Places for People                  4 The Pavilions   Preston        PR2   01772 897    enquiries@placesforpeople.co.uk     http://www.placesforpeople.co.uk
Homes                                                               2YB   200
St. Vincent's       1st Floor      20 Brindley       Old Trafford   M16    0161 865    enquiry@svha.co.uk                  http://www.svha.co.uk
Housing             Metropolitan   Road                             9HQ   6565
Association Ltd.    House
Southway            Aspen House    825 Wilmslow      Manchester     M20   0161 448     info@southwayhousing.co.uk          http://www.southwayhousing.co.uk
Housing Trust                      Road                             2SN   4200
(Manchester) Ltd.
William Sutton                     12 Elstree Way    Borehamwood    WD6    0845 217    enquiries@affinitysutton.com        http://www.williamsutton.org.uk
Homes                                                               1JE   8601
Willow Park                        Hollyhedge        Manchester     M22   0800 633     enquiries@willow-park.co.uk         http://www.willow-park.co.uk
Housing Trust                      Road                             9UF   5500
Ltd.




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APPENDIX 2

Lettings to Staff, Board Members of relevant organisation, Council
Members, Co-optees and relatives of these groups

This policy is designed to ensure that Manchester City Council (and any relevant
organisation) is transparent and equitable when letting homes to staff or Board
Members or Co-optees and their relatives.

The Part VI Allocations Scheme is open to any applicant and there are stringent
checks in place that all applicants must follow. These include checks on current
circumstances and collecting 2 valid references for each applicant.

Staff, Council Members, Board Member of relevant organisation and Co-optees and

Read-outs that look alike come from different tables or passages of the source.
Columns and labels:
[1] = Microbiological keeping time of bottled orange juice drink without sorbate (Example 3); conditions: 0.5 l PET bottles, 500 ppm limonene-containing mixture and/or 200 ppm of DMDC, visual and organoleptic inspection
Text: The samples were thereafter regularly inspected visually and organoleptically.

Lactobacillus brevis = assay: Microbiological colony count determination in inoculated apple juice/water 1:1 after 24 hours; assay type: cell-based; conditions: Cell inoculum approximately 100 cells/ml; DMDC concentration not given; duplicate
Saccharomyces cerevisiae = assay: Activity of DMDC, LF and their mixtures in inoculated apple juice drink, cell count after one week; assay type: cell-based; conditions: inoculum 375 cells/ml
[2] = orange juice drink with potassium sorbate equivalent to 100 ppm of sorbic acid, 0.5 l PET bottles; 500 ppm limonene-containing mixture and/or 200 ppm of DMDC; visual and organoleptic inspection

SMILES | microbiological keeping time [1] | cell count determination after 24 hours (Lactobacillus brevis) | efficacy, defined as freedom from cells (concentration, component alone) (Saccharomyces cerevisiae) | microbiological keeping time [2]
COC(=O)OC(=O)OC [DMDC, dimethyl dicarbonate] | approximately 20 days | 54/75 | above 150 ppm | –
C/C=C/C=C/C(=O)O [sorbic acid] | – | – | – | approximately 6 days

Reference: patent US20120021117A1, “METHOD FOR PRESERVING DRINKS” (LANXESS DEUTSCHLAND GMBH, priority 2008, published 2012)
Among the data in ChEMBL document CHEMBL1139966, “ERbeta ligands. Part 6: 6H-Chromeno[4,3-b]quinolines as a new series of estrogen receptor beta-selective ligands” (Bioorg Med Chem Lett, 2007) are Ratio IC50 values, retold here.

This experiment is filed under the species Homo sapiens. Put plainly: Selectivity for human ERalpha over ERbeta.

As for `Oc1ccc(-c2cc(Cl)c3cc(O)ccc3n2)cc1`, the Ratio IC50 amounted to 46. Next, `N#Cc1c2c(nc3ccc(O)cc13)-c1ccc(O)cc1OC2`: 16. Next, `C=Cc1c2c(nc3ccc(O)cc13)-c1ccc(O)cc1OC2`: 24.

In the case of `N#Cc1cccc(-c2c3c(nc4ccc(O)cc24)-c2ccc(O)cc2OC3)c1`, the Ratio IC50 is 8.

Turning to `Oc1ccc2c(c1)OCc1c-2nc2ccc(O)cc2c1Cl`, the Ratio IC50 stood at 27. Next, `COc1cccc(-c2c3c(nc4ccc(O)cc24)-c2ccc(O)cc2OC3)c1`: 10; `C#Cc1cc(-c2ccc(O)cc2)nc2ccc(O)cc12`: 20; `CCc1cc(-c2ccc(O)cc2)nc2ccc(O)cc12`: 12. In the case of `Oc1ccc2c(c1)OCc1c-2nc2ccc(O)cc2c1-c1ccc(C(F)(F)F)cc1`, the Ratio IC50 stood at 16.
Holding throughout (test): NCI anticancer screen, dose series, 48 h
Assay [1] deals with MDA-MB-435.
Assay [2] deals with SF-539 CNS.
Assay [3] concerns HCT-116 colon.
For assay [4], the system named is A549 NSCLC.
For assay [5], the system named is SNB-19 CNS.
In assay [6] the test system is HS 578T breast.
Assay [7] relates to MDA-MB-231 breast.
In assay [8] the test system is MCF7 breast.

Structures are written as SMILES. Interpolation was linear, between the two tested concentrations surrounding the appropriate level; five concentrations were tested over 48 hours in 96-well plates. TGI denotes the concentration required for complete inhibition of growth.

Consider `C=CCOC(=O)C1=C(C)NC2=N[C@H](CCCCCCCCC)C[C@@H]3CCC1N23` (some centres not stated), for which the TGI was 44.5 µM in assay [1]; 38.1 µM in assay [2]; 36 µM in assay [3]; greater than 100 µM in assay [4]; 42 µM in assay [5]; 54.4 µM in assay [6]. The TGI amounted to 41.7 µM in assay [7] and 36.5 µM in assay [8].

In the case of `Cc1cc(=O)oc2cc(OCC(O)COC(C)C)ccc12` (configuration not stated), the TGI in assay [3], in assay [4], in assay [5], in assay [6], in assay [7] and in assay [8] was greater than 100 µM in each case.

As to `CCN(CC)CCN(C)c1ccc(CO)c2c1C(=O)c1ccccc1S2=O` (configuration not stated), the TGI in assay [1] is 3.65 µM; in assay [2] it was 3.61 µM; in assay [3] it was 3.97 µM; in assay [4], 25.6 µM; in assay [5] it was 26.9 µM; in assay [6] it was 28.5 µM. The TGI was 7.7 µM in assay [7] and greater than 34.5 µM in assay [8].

their relatives are treated as any other applicant and must be seen to not be gaining
any advantage or any preferential treatment in the course of their application.

Therefore, the following procedure must be undertaken to ensure that any letting can
be subject to a high level of scrutiny.

1) The applicant who is applying for housing must have no direct input into any
decisions regarding their rehousing. This includes not inputting the original
application onto the Housing Management system or adding any priority at any time
onto the application.
2) Staff members must also not have any involvement in the inputting of the
application or awarding of priority for any relative.
3) Applications should be clearly marked on the housing management system that
the application is that of a staff member, Council Member. Board Member of relevant
organisation, Co-optee or relative.
4) When such an applicant has bid for a property and is showing at the top of a
queue a disclosure form must be completed and signed off before any offer of a
property is made. The details of the offer must be scrutinised and detailed on the
form and signed off by the appropriate Manchester City Council Head of Service
5) If an offer of a property is to be made to an officer at Head of Service level or
above then the offer must be countersigned by the Chief Officer.
6) Attached to the form must be copies of the computer screens of all the
appropriate information from the housing management system including the Choice
Based Lettings advert and dates it was advertised, the groups and dates that the last
10 offers for that property type and area were made and the queue that the applicant
is being offered from, together with reasons for any applicants above them being not
made the offer.




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APPENDIX 3

Rehousing Review List (RRL)

The RRL is a joint database that shares information between all members of the
Manchester Housing Register. However different organisations involved have
different exclusion policies.

When an applicant is placed on the RRL by a partner other than MCC (or an
organisation managing MCC owned stock) this does not necessarily affect their
application under the MCC Allocations Scheme. All appropriate checks must be